A major focus in schools these days is innovation: making, designing, creating. In the latest iteration of Bloom's Taxonomy, "creating" is considered a higher-order skill. When students are able to take what they have learned and make something new based on their knowledge, then they're demonstrating creativity.
However, whenever I ask students to do something "creative," most scoff back with: "I'm not artistic/creative," or "I don't work that way," or "but I can't do that."
And who can blame these students? When we show students images of Renaissance art or the latest version of the Tesla, and we tell them, "This could be you someday," we put a high premium on creativity. These works become unattainable, and therefore, when students are asked to be creative, they already have limited themselves in their own boxes of self doubt.
The good people at Stanford's d.school and the consultants at IDEO would advocate for breaking out of these self-imposed obstacles through a process called "design thinking." Design thinking calls for creativity in its most nascent forms: to think big and broadly about any ideas that first come to mind; to prototype and test these ideas; to "fail forward" at each stage of the design process; and eventually, create something that reflects a process-based effort--whether it be establishing a business, creating efficient workflow systems, or designing a household object.
This process is a wonderful equalizer for the classroom because it emphasizes meeting people where they are and designing from there. If one has access to funding and classroom spaces and instructors who promote design thinking habits of mind, they're more likely to produce innovative thinkers/makers who are ready for the demands of the 21st Century.
And what if schools/teachers don't have that kind of access? Are there other ways to promote creativity in the midst of the Common Core wars, promoting STEM for girls, inviting mindful uses of technology, and addressing the injustices that dominate the psyches of the underrepresented?
When I'm looking for answers to these big questions, I think about Schoolhouse Rock.
When I was a child, Schoolhouse Rock was all the rage: mini videos that taught important life lessons nestled in between Saturday morning cartoons. Between segments of Superfriends, I learned about how a bill becomes a law (politics), how not to drown my food in too much dressing (healthy eating), and the power of conjunctions (communication). There was a dandy little ditty to accompany each lesson--just to make it more memorable. Anyone who has seen these videos will start snapping their fingers and tapping their toes to those catchy tunes, and most likely, call up the lyrics like a familiar friend.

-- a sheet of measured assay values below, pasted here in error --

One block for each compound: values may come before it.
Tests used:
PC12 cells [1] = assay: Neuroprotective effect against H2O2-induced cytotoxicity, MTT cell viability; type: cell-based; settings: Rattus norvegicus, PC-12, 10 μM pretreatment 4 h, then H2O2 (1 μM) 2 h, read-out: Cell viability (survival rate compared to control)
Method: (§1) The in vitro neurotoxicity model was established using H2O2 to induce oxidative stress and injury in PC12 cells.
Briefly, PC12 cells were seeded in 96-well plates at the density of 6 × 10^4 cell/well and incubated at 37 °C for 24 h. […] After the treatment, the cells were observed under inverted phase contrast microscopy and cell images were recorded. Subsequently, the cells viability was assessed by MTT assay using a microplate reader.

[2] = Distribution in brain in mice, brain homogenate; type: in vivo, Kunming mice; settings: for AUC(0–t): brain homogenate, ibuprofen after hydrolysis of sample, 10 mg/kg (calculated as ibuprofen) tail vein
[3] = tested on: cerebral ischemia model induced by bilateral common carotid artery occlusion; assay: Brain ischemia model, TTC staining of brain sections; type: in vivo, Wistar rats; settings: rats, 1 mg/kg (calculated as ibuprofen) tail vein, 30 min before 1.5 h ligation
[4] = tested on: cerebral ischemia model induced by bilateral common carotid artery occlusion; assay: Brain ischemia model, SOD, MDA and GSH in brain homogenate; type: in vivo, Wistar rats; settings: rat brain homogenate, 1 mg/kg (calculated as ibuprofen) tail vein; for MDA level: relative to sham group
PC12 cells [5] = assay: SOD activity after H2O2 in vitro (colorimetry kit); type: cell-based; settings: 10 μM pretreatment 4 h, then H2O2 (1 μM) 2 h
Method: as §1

"Conjunction Junction," in particular, is the video I think of the most.
This video introduced language that most of today's grammar teachers call "FANBOYS" (for, and, nor, but, or, yet, so): the words that serve as connection points in a sentence. The one conjunction that intrigues me most, the one that serves as the secret to creativity--in an access-for-all sort of way--is the word "and."
"And" is the word of possibility. It's a link that makes all things equal, and allows all ideas to have the same merit. Walt Whitman used "and" repeatedly in Leaves of Grass, as he catalogued the richness of America's diverse landscapes, ideologies, inhabitants. Tina Fey talks about "and" in her chapter, "The Rules of Improvisation" from her memoir, Bossypants. One exercise involves participants building upon one another's ideas using "yes, and..." to keep the improvisation connected in one continuous flow. And anyone who has engaged in nonviolent communication techniques relies upon the word "and" to allow for disagreements in a respectful manner. Whereas the word "but" denotes obstacles, "and" dismantles those obstacles in favor of a level playing field.
And what better way to invite creativity than to access the power of language?
As a connecting word, "and" could make for more inclusive--and creative--classroom spaces. During brainstorming sessions, students could use "and" to list all their ideas (no matter how out there) for a class project. Students who typically begin sentences with, "I'm not creative..." could follow up with "and I am going to try to do something new" instead of putting up barriers before they even begin. When disagreements arise, students can use "and" to acknowledge their peers' viewpoints without striking them down.
Deceptively simple, the word "and" invites the same skills as one engaged in an act of the imagination: to think differently about the familiar, to be inventive with words, to be resourceful about connecting ideas. And in an era that's all about innovation, "and" can be the great equalizer that allows everyone an entry point into the creative process.